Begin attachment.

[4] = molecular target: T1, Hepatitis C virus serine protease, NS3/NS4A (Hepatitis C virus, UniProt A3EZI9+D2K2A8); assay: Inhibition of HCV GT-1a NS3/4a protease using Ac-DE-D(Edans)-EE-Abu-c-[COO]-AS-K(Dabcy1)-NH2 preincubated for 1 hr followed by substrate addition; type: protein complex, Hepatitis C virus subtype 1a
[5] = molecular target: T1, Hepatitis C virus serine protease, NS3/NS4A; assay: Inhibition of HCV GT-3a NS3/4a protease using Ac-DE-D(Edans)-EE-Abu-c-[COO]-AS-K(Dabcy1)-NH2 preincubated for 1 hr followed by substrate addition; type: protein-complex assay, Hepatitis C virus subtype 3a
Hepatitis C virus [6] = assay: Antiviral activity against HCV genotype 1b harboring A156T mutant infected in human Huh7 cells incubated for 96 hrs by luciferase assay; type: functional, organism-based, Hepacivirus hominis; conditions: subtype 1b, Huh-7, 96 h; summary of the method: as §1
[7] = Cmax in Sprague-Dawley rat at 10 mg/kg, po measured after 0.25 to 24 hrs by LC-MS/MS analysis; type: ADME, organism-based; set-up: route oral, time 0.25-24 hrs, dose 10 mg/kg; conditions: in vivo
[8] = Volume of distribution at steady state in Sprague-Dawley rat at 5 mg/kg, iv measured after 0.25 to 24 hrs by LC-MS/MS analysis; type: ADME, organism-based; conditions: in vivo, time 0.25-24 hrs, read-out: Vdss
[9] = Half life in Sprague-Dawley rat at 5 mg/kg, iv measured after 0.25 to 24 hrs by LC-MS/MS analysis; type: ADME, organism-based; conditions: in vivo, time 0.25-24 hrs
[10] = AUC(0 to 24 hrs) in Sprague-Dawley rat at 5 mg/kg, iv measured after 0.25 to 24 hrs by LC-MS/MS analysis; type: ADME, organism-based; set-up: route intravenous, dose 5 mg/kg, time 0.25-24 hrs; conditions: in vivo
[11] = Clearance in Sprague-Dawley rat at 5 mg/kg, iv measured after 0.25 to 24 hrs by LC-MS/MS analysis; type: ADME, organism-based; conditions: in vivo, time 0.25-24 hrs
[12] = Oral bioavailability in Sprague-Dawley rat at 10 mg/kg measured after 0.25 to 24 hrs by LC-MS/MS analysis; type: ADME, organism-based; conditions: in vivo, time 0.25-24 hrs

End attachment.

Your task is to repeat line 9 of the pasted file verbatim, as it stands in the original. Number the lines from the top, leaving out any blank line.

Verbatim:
[12] = Oral bioavailability in Sprague-Dawley rat at 10 mg/kg measured after 0.25 to 24 hrs by LC-MS/MS analysis; type: ADME, organism-based; conditions: in vivo, time 0.25-24 hrs